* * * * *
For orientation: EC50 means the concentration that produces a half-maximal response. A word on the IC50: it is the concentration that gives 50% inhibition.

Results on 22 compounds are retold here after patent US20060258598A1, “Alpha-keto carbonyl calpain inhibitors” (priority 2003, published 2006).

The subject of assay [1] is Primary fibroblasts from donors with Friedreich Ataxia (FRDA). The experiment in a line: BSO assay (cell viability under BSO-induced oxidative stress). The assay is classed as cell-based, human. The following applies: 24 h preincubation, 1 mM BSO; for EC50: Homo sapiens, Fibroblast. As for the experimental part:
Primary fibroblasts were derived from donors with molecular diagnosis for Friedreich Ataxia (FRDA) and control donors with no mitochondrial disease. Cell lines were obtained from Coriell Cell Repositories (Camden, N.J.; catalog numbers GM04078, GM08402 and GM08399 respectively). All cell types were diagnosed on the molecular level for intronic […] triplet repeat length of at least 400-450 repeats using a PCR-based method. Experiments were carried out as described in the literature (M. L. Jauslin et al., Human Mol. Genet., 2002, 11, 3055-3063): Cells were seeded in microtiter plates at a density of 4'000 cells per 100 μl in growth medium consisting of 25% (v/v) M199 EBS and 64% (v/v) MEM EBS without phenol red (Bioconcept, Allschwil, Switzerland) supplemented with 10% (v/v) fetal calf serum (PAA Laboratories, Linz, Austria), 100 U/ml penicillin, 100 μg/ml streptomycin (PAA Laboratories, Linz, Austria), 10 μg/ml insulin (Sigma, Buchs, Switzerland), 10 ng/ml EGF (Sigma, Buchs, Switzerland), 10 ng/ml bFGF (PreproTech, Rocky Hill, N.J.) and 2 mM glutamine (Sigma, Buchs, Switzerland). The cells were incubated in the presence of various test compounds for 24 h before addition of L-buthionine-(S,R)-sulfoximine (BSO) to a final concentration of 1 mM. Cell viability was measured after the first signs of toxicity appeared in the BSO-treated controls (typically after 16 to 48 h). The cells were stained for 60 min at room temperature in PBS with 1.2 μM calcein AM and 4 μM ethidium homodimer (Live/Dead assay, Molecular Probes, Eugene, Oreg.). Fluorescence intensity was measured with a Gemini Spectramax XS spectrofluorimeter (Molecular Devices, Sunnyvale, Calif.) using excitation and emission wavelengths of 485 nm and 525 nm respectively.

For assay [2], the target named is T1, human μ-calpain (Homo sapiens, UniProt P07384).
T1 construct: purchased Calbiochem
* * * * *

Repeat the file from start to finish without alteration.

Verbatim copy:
For orientation: EC50 means the concentration that produces a half-maximal response. A word on the IC50: it is the concentration that gives 50% inhibition.

Results on 22 compounds are retold here after patent US20060258598A1, “Alpha-keto carbonyl calpain inhibitors” (priority 2003, published 2006).

The subject of assay [1] is Primary fibroblasts from donors with Friedreich Ataxia (FRDA). The experiment in a line: BSO assay (cell viability under BSO-induced oxidative stress). The assay is classed as cell-based, human. The following applies: 24 h preincubation, 1 mM BSO; for EC50: Homo sapiens, Fibroblast. As for the experimental part:
Primary fibroblasts were derived from donors with molecular diagnosis for Friedreich Ataxia (FRDA) and control donors with no mitochondrial disease. Cell lines were obtained from Coriell Cell Repositories (Camden, N.J.; catalog numbers GM04078, GM08402 and GM08399 respectively). All cell types were diagnosed on the molecular level for intronic […] triplet repeat length of at least 400-450 repeats using a PCR-based method. Experiments were carried out as described in the literature (M. L. Jauslin et al., Human Mol. Genet., 2002, 11, 3055-3063): Cells were seeded in microtiter plates at a density of 4'000 cells per 100 μl in growth medium consisting of 25% (v/v) M199 EBS and 64% (v/v) MEM EBS without phenol red (Bioconcept, Allschwil, Switzerland) supplemented with 10% (v/v) fetal calf serum (PAA Laboratories, Linz, Austria), 100 U/ml penicillin, 100 μg/ml streptomycin (PAA Laboratories, Linz, Austria), 10 μg/ml insulin (Sigma, Buchs, Switzerland), 10 ng/ml EGF (Sigma, Buchs, Switzerland), 10 ng/ml bFGF (PreproTech, Rocky Hill, N.J.) and 2 mM glutamine (Sigma, Buchs, Switzerland). The cells were incubated in the presence of various test compounds for 24 h before addition of L-buthionine-(S,R)-sulfoximine (BSO) to a final concentration of 1 mM. Cell viability was measured after the first signs of toxicity appeared in the BSO-treated controls (typically after 16 to 48 h). The cells were stained for 60 min at room temperature in PBS with 1.2 μM calcein AM and 4 μM ethidium homodimer (Live/Dead assay, Molecular Probes, Eugene, Oreg.). Fluorescence intensity was measured with a Gemini Spectramax XS spectrofluorimeter (Molecular Devices, Sunnyvale, Calif.) using excitation and emission wavelengths of 485 nm and 525 nm respectively.

For assay [2], the target named is T1, human μ-calpain (Homo sapiens, UniProt P07384).
T1 construct: purchased Calbiochem